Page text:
So the NYT had an essay contest awhile back concerning the ethics of eating meat. The all-too-simple task was to write an essay with the godlike rhetorical aptitude to convince Peter Singer to down an In-N-Out burger on the spot. Naturally, my essay was not chosen, although looking at the “winners”, I don’t exactly feel neglected. Here’s my essay (note: this is not a sustained reflection, but more of an extemporaneous thought experiment, i.e. allow your criticisms time to cool off before rampaging):
The quandaries of meat-eating. Many have come before this question, presenting the maxims of sundry ethical theories, and failed. To recapitulate: Utilitarianism relies on an ad hoc dismissal of animal happiness, otherwise it is clear that animals outnumber humans. Natural law theories disintegrate in the face of nature, red in tooth and claw. Situationism and other consequentialist theories fail to stand up to the sheer immensity of a death-conscious ethics. The problem with these theories, I believe, is first and foremost methodological. Rather than looking to heaven’s impeccable logic or earth’s ravish efficiency for an answer, let us analyze our general habits of reasoning in this regard. We should analyze how we reason about this matter already, and avoid the temptation of a golden calf.
To begin, animal torture appears obviously wrong to our sensibilities. And yet the death of animals, in abstracto, is less of a natural evil than human death. Why is this? The differend is key to understanding the ethics of meat-eating.
First, it is clear that stepping on an ant and killing a human being are acts which feature severely different moral import. Without a doubt, ants “feel pain” in the sense of sensory reception, i.e. the instinctual tendency to experience harm as unpleasant. Humans also feel pain in this way, though I contend that this is only the minimum case in which humans experience pain. In addition, humans also have a “surplus pain” added on via a self-inscribed ability to reflect self-consciously on pain. This might be called “the horror of pain.” Animals are ignorant of this phenomenon.
So what? Well, when translated into the realm of actual consumption of (hopefully, previously) living beings, the much more ominous specter of “death” haunts our reasoning. Is our reasoning above concerning single-tiered animal pain and two-tiered human pain proportional when moved to the realm of carnivorous activity? I believe it is. Pain is clearly to be avoided, ethically-speaking. Animals avoid it via adaptive processes in the nervous system, and humans, in addition to this sensory reception, avoid pain in surplus because it is the handmaiden of death – a fact they are only aware of because of the aforementioned meta-consciousness. This latter fact, and not the unconscious adaptive mechanism as such, is what truly gives human pain its moral significance. Death retroactively imbues pain with its immanent seriousness.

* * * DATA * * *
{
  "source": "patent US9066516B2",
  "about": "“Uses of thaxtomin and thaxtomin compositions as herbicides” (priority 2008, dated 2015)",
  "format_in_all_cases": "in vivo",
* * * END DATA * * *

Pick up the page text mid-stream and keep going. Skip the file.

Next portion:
Finally, what advantage does this approach give us in regard to the ethical question of meat-eating? Well, for starters, it allows us without reserve to condemn the various practices of animal torture (including, in my view, hunting among more obvious activities). If humans can directly sympathize with animal pain qua sensory reception (first-tier pain), then they should admit unequivocally to their past mistakes as a dominant species. Any human, therefore, who finds joy in inflicting pain on animals is no different than a modern sociopath (i.e., first-tier pain is equivalent between animals and humans). However, without the surplus pain added on via human self-consciousness of death and mortality, I do not see why the selective death and consumption of animals can achieve the sacred weight of human life (a move which also necessarily forbids cannibalism, thankfully). This is, therefore, a careful, responsible carnivorous activity with the foundation of philosophical resolve.